Blind artist sings to be free

Blind artist sings to be free

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18-Story-2.jpg

Karaoke singer Su Biroth earns a living and self-respect in Phnom Penh's beer gardens

TRACEY SHELTON

Su Biroth earns enough to support his wife and child by singing karaoke in Phnom Penh restaurants and beer gardens.

KARAOKE rings out every night in restaurants and beer gardens around Phnom Penh. Su Biroth, 28, sings his way through the darkness from one place to other and earns whatever guests give for his performances.

He doesn't look at the beer girls, the karaoke girls, the Yamaha synthesizers or the neon signs. Su Biroth is blind.

"When I was young I loved to sing, and my dream at that time was to be a singer. I kept on learning how to sing," Su Biroth said.

Tragic childhood

Born in Battambang province in 1980, he was the first of three boys in his family.  He began losing his sight when he contracted measles at the age of seven and a year later was completely blind. In 1993, his mother committed suicide to escape life with an abusive husband, and three months later Su Biroth's father died in an auto accident.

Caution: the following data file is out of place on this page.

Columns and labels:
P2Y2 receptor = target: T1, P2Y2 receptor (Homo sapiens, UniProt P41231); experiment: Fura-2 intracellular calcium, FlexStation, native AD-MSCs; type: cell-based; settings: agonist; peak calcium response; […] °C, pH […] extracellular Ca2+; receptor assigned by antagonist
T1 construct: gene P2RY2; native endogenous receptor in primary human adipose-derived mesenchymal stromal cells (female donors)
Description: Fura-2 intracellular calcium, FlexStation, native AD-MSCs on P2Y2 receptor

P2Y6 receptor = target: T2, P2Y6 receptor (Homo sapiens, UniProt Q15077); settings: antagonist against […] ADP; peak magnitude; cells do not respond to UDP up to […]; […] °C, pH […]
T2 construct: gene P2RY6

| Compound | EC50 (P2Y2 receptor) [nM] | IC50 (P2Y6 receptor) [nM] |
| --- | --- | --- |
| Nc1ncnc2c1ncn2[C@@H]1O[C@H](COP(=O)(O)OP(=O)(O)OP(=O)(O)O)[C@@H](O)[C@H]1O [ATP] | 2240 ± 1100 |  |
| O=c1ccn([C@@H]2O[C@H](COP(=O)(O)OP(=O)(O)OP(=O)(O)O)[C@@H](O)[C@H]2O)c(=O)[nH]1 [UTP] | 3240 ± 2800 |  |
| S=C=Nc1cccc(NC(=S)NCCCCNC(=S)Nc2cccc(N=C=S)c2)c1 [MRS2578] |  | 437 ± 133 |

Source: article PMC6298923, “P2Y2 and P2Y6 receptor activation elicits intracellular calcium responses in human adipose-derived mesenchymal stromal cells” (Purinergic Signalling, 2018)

The 13-year-old orphan decided then to try to support himself as an artist and came to Phnom Penh to study with the Blind Music Association. 

He described his next twelve years living with the association as "difficult".

"In the association they did not help me at all, just gave me a place to stay, and I worked in the kitchen for them and cleaned the house. When I sang at an event, they just paid me a little bit of money," he says.

At 25 he left the organisation for a job as a blind masseur. After three years of giving massages, the massage business folded, and Su Biroth started singing karaoke full-time.

He now gets around town with his motodop-driving neighbour, living on the tips he earns from singing. A good night can earn him about 60,000 riels (US$15). The income covers rent and utilities for a household of four, including his wife, their newborn child and Su Biroth's younger brother.

"My living conditions aren't good yet but are a lot improved. I have freedom to get around," he said. "I can earn money for myself. I sing every night. The problem is that some restaurants and beer gardens still discriminate. They don't all allow blind people to sing, but I keep on going from one place to another.

 "A handful of money doesn't make me happy. To be free, to get support from people and not suffer discrimination, that makes me happy." 

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